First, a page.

Senate leadership supports resolution to allow Sen. de Lima to join sessions via teleconferencing

Maris Federez   •   August 10, 2019   •   597

Senator Leila de Lima

Senate President Vicente Sotto III expressed his support to the resolution filed by Senators Franklin Drilon and Panfilo Lacson to allow Senator Leila de Lima to join them in the plenary session thru teleconferencing.

Lacson said they have ready equipment for that purpose.

It is the same equipment that the Senate used during then-Senate President Juan Ponce Enrile’s term when Senator Antonio Trillanes IV was allowed to join the Senate sessions while in detention.

Once the resolution is approved, De Lima will be able to interpellate in the plenary and file her proposed amendments on existing laws.

De Lima, however, will not be allowed to vote as Senate rules dictate that a senator must be physically present in the plenary to vote.

The lady senator, nevertheless, considered this news a welcome development.

“Great news!  Answered prayers. I’ve been longing to be given such privilege so I can more meaningfully fulfill my mandate,” she said.

De Lima’s camp said they still need to seek clearance from the Philippine National Police (PNP) for this.

Atty. Raymond Baguilat, De Lima’s counsel, said: “Ang rules ng PNP regarding sa mga tao sa custodial ayun nga, bawal ang electronic gadget. So, lahat yan kailangan ng approval ng PNP so iaakyat yan kay Gen. Albayalde [Among the PNP’s rules regarding personalities in the custodial facility is that electronic gadgets are not allowed. So, we need the approval of the PNP and this has to be elevated to Gen. Albayalde].”

Presidential Anti-Corruption Commission chairperson Dante Jimenez, however, is doubtful that this will be allowed by the court.

“I’m pretty sure the court will deny that,” Jimenez said.

The Senate Committee on Rules said that it still has to study the resolution before they present it to the plenary for the senators to deliberate and vote on. (with details from Nel Maribojoc) /mbmf

Senate OKs proposed new anti-terror bill on second reading

Robie de Guzman   •   February 20, 2020

MANILA, Philippines – The Senate on Wednesday approved on second reading a bill that seeks to strengthen the country’s fight against terrorism.

Senator Panfilo Lacson, who authored and sponsored the bill, said Senate Bill 1083 or the Anti-Terrorism Act of 2020 seeks to provide “a clear, concise, balanced and rational anti-terrorism law that adheres to regional and international standards.”

The bill includes a new section on foreign terrorist fighters to cover Filipino nationals who commit terrorist offenses abroad.

“With (Senate Bill 1083), we can be sure that whether the terroristic act is committed here or abroad, the perpetrator shall be within the arms of the law once he or she comes to our country,” said Lacson, who chairs the Senate Committee on National Defense and Security.

He also said that the new anti-terror bill seeks to repeal the existing Human Security Act of 2007, which “did virtually nothing to deter participation in the plotting of terroristic acts.”

The measure also introduces provisions penalizing those who will propose, incite, conspire, participate in the planning, training, preparation, and facilitation of a terrorist act; as well as those who will provide material support to terrorists, and recruit members in a terrorist organization.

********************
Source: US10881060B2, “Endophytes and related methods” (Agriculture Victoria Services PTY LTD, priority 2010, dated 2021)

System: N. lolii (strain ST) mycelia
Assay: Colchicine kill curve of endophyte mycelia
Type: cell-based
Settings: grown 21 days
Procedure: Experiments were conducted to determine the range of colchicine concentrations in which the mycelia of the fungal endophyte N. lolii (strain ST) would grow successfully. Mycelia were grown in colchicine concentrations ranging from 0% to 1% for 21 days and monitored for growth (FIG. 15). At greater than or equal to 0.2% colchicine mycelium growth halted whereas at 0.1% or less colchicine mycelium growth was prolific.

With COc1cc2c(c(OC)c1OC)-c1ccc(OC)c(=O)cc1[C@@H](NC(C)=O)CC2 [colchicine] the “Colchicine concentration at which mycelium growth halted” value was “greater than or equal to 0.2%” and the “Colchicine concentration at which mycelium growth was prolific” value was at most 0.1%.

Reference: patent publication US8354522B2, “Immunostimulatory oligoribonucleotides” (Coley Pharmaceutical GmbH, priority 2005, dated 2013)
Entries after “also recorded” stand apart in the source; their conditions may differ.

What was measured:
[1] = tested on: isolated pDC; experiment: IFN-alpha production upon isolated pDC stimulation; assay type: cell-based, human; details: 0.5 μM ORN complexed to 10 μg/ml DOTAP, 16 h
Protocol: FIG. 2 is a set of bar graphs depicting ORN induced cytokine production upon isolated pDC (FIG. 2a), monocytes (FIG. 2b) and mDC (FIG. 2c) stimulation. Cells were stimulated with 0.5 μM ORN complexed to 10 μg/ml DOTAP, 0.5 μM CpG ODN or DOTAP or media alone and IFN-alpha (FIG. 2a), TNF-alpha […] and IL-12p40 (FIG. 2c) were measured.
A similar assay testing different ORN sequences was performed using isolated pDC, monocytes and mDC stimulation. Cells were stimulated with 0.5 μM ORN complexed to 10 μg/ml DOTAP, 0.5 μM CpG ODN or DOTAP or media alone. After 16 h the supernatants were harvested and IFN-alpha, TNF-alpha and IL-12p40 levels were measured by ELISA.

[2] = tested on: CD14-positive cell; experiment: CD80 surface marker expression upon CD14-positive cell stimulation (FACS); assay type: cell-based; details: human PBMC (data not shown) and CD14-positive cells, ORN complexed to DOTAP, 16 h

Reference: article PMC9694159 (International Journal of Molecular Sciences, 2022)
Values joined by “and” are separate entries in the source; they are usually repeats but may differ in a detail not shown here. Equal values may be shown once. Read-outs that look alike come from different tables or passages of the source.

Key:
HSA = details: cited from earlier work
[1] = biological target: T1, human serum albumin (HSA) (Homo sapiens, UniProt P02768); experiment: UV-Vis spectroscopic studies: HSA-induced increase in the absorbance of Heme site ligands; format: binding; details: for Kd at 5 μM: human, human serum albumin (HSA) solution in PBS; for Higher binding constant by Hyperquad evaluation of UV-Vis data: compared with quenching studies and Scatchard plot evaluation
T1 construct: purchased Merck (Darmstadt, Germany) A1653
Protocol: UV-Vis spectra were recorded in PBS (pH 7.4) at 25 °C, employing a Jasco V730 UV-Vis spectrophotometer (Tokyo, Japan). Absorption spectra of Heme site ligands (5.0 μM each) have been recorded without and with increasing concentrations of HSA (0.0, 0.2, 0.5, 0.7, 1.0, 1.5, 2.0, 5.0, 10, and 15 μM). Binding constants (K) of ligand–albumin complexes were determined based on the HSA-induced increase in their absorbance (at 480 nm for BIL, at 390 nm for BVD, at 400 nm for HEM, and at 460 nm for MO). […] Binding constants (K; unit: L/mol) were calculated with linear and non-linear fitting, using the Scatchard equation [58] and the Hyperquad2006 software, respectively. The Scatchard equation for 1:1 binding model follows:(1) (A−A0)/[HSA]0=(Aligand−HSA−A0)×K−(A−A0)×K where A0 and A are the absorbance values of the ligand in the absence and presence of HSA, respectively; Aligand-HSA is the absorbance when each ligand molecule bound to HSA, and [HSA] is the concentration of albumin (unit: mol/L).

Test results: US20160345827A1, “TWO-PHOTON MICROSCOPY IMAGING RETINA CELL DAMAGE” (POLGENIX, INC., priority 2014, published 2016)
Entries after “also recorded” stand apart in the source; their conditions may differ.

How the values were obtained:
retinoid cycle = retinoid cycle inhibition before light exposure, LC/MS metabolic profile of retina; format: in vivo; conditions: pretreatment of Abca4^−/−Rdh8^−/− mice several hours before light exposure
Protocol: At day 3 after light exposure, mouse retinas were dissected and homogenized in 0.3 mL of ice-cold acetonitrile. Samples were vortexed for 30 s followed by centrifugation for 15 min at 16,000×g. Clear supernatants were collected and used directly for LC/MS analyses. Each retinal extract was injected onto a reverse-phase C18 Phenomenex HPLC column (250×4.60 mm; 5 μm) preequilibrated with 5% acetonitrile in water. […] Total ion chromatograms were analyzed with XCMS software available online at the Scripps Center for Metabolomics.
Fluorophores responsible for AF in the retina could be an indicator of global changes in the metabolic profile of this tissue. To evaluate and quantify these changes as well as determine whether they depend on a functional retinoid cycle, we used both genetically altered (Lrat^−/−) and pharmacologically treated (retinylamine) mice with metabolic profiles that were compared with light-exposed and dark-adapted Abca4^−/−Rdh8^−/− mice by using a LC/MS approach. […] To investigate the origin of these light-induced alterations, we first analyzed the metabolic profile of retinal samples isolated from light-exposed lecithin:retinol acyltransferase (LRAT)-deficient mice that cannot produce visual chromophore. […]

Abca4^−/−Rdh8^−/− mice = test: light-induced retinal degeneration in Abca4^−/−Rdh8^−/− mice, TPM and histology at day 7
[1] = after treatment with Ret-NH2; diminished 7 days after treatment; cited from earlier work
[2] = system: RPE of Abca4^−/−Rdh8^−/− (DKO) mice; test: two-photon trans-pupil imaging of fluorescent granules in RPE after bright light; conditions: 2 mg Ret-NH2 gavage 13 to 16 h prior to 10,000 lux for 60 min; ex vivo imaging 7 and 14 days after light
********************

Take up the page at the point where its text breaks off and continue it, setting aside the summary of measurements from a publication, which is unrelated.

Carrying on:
“As a responsible member of the community of nations, we are duty-bound to improve our laws to ensure that we can implement UN Security Council Resolutions, meet international standards, and fulfill state obligations with the United Nations,” Lacson said.

The measure proposes the establishment of Philippine jurisdiction over Filipino nationals who may join and fight with terrorist organizations outside the Philippines.

It would also ensure that foreign terrorists do not use the country as a transit point, a safe haven to plan and train new recruits for terrorist attacks in other countries.

“We send a strong message to them: You are not welcome here. If you dare set foot in our country, you will be dealt with the full power of our laws,” Lacson said, adding that the penalty of life imprisonment without the benefit of parole will be meted out to them.

The bill also removed the provision on payment of P500,000 damages per day of detention of any person acquitted of terrorism charges.

But the number of days a suspected person can be detained without a warrant of arrest is 14 calendar days, extendable by 10 days.

Despite being a tougher anti-terror law, Lacson assured the measure has enough safeguards against possible abuses by arresting officers and that amendments were crafted to ensure that the rights and wellbeing of the accused individuals or suspected terrorists inside jail facilities are protected.

The bill also introduced a new provision, designating certain Regional Trial Courts (RTCs) as Anti-Terror Courts, to ensure the speedy disposition of cases.

The use of videoconferencing for the accused and witnesses to remotely appear and testify will also be allowed under the measure.

The bill also provides for the police or the military to conduct 60-day surveillance on suspected terrorists, which may be lengthened to another non-extendable period of 30 days, provided that they secure a judicial authorization from the Court of Appeals (CA).

Any law enforcement or military personnel found to have violated the rights of the accused persons shall be penalized with imprisonment of 10 years, the senator said.

To allay concerns of possible excesses by the authorities, the Commission on Human Rights (CHR) shall be notified in case of detention of a suspected terrorist.

The measure also mandates the CHR to give the highest priority to the investigation and prosecution of violations of civil and political rights of persons and shall have the concurrent jurisdiction to prosecute public officials, law enforcers and other persons who may have violated the civil and political rights of suspects and detained persons.

Senators insist exemption from gag order plea on ABS-CBN franchise issue